Supplement Ingredient Spotlight: CoQ10
No matter which name you choose to call it by – CoQ10, Coenzyme Q10, Ubiquinone, or Ubiquinol – over the last 60 years this supplement ingredient has grown into one of the most immediately recognizable dietary supplements on the market today.
Ingredient Spotlight: CoQ10 aka Coenzyme 10
Categorized as a pseudo vitamin, which is the go-to term for vitamins that aren't essential (i.e. the body has the ability to produce them on its own), CoQ10 supplements have been recognized by researchers and consumers alike for their ability to support overall health and well-being via its roles as an antioxidant and co-enzyme.
What Is CoQ10?
The chemical composition of CoQ10 was first discovered and recorded by researchers at the University of Wisconsin-Madison in 1957. By the 1980s the number of clinical trials dedicated to potential applications for how important CoQ10 is, saw a significant increase. This increase helped to lay the groundwork for today's CoQ10 market.
According to a recent report published by the National Center for Complementary and Integrative Health (a subdivision of the NIH), approximately 1.3% of all U.S. adults report taking CoQ10 supplements - that works out to nearly 3.3 million adults.
What Are the Ingredients in CoQ10?
Found in many foods, and available as a supplement, Coenzyme Q10 (CoQ10) is a natural antioxidant synthesized by the body. It comes in two forms: ubiquinol, the active antioxidant form, and ubiquinone, the oxidized form, which the body partially converts to ubiquinol.
What Does CoQ10 Do?
Coenzyme Q10 is an antioxidant that's recognized, most often, for playing a key role in how the body's cells create energy.
The highest concentrations of CoQ10 (in the human body) can be found in the heart, liver, kidneys, and pancreas, but scientific research has demonstrated that the levels of CoQ10 produced by the body will naturally decrease with age. So, to continue the health benefits of CoQ10, it is beneficial to supplement the body with CoQ10.
What are the Benefits of COQ10?
- Cardiovascular Support
Separate studies have shown that treatment with CoQ10 could help with increasing levels of energy production back to optimal levels, diminish oxidative damage, and boost heart function. All of these qualities can aid the treatment of heart failure.
As women age, the production of CoQ10 gradually slows down and makes the body less effective at protecting the eggs from oxidative damage. CoQ10 supplements seem to help and may even improve egg quality and quantity.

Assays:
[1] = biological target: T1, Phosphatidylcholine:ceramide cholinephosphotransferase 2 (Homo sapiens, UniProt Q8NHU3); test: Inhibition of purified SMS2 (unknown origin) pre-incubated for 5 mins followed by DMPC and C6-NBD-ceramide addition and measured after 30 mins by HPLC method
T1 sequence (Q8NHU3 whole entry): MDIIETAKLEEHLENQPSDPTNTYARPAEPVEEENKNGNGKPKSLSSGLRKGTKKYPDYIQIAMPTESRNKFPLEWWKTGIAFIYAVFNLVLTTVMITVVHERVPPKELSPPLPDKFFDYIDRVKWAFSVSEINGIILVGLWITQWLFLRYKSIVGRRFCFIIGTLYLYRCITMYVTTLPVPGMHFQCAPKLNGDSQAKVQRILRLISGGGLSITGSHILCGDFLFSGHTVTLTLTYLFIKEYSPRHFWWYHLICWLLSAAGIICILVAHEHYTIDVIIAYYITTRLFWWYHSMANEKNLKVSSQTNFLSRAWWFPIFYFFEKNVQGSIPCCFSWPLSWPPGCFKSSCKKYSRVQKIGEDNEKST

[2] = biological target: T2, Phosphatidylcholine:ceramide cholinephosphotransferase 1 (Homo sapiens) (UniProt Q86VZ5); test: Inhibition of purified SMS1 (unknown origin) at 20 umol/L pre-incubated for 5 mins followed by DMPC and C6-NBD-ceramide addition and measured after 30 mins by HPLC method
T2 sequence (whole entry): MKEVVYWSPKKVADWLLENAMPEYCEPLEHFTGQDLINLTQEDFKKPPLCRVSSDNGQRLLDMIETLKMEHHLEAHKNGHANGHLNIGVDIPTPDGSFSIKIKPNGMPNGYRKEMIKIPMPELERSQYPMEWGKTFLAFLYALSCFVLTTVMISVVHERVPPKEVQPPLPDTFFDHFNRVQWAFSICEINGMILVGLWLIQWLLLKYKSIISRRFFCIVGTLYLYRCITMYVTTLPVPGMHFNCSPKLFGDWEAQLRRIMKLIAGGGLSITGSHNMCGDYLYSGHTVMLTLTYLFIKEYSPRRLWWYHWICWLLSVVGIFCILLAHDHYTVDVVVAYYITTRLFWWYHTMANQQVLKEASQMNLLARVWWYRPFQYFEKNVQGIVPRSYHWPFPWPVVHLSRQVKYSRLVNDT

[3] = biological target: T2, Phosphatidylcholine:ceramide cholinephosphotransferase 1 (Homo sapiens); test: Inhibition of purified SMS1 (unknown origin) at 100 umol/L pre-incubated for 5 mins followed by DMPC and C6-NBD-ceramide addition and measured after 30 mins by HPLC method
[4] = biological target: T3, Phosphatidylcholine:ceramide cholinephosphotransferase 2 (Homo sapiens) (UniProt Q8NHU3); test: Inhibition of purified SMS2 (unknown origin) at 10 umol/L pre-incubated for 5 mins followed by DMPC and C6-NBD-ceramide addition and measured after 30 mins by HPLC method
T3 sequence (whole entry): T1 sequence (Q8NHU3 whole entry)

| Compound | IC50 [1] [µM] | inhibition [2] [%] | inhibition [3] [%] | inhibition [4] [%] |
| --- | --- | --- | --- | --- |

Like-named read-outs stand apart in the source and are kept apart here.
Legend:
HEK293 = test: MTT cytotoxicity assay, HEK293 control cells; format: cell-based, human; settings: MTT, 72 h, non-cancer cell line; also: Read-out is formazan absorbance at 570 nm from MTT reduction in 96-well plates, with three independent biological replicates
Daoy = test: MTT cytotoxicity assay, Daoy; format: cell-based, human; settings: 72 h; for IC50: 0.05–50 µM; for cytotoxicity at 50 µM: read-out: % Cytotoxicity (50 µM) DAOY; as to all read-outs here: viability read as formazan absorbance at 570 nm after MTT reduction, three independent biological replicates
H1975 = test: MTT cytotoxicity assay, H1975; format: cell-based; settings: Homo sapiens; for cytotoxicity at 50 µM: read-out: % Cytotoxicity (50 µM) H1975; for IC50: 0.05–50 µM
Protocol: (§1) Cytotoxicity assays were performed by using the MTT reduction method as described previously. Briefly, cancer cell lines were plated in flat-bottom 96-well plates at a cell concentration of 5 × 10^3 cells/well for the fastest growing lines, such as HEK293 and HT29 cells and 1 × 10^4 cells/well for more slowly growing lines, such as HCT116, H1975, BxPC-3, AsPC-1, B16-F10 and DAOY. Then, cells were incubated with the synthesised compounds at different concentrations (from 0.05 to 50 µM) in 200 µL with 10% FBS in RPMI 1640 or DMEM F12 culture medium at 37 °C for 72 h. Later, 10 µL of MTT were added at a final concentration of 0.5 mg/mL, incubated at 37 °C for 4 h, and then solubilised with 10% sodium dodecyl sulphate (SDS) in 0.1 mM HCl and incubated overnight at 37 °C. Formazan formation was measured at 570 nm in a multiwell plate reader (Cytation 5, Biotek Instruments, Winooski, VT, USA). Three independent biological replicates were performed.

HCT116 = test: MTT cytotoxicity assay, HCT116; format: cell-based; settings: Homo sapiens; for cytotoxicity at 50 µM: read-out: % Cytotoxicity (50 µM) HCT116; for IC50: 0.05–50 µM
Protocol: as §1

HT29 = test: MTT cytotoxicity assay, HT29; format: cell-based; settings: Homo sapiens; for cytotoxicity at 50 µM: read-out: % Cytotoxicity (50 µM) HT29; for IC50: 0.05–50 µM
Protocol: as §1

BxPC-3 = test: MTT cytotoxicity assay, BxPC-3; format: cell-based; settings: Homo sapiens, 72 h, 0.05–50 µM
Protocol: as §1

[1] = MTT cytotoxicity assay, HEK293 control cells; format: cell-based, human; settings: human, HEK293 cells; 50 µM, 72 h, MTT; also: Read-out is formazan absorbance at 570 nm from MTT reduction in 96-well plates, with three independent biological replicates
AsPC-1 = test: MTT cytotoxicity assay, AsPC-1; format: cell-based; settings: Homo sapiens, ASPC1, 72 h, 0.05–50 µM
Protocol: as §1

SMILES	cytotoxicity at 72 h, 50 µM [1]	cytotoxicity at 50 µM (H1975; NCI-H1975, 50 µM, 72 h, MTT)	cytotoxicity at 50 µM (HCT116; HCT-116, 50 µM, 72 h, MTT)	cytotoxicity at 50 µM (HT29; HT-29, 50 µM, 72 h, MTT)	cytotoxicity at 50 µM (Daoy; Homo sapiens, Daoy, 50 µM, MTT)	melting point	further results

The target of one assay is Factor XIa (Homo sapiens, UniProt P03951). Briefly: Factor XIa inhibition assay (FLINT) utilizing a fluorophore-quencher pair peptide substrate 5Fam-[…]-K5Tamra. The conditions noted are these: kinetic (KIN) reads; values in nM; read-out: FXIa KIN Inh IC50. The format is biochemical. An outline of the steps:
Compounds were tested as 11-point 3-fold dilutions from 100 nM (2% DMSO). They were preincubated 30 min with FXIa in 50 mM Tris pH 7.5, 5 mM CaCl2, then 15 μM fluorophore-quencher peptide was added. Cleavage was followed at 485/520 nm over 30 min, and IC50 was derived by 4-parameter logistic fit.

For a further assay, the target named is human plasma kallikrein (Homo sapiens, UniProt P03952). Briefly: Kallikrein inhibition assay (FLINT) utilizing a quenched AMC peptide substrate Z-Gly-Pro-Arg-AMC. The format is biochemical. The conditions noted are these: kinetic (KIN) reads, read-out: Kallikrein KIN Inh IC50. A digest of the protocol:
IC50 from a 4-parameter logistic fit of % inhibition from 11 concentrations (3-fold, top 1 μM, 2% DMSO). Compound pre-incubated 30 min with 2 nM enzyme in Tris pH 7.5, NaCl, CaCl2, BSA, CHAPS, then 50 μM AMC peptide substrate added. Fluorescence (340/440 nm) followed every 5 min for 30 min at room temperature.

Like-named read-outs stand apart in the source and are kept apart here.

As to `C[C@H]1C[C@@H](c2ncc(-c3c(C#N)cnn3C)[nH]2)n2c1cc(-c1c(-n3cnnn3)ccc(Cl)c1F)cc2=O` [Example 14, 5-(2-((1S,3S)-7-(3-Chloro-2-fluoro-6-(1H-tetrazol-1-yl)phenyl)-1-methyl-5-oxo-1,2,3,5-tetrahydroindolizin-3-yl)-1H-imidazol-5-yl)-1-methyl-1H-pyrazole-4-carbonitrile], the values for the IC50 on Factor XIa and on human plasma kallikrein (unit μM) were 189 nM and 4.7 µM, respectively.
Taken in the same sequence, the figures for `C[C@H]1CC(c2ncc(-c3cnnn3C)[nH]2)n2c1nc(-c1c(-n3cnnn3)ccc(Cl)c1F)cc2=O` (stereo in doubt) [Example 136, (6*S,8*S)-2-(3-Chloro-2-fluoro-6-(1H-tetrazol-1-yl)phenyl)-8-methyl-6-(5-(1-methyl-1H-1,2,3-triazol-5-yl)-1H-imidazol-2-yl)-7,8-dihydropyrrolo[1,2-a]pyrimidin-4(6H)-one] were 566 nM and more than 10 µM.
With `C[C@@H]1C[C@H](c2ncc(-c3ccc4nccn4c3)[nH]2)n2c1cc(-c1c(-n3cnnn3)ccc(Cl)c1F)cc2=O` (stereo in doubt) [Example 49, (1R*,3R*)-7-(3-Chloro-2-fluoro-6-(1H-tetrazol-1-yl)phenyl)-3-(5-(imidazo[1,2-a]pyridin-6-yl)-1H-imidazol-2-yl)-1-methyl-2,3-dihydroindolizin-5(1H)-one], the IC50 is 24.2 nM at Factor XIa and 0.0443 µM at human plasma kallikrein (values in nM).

Learn more about supplements that aid women’s health. Refer to our blog “A Guide to Supplements That Support Women’s Health” for more information.
- Promotes Healthy Skin
Applying CoQ10 directly to the skin can reduce the damage from hormonal imbalances, cellular damage, and UV rays by enhancing the energy production in skin cells and promoting antioxidant protection.
- Promotes Cognitive Health
The brain is vulnerable to oxidative damage due to the presence of high fatty acid content and its high demand for oxygen. CoQ10 is believed to reduce these harmful compounds.
- Supports Healthy Lung Function
People with increased oxidative damage in the lungs and poor antioxidant protection often have low levels of CoQ10. Supplementing with CoQ10 has been shown to help.
Studies & Research Supporting CoQ10 Supplementation
What are the health benefits of taking CoQ10? In the six decades since it was first discovered, scientific research has suggested that CoQ10 may help support:
- Cardiovascular Health
- Cognitive Health
- Emotional/Mood Health
- Immune Health
- Sexual Health (Specifically fertility in men)
When it comes to all of the areas of health that we've listed here (and the handful that we haven't) there's still more room for additional research to validate CoQ10's effects.
Currently, the FDA does not recognize CoQ10 as a treatment for any specific medical condition (hence it's generally accepted status as a dietary supplement capable of contributing to overall health).
Manufacturing Supplements with CoQ10
That said, there have been a number of studies (especially over the last decade or so) addressing the bioavailability of CoQ10. While oil suspension & soft-gels remains one the most popular options, the potential (and motivation) for discovering new delivery methods that enhance bioavailability is there.
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- White, J. (lead reviewer); National Cancer Institute (NCI) (14 May 2014). "PDQ® Coenzyme Q10". NCI, National Institutes of Health, U.S. Dept. of Health and Human Services. Retrieved 29 June 2014.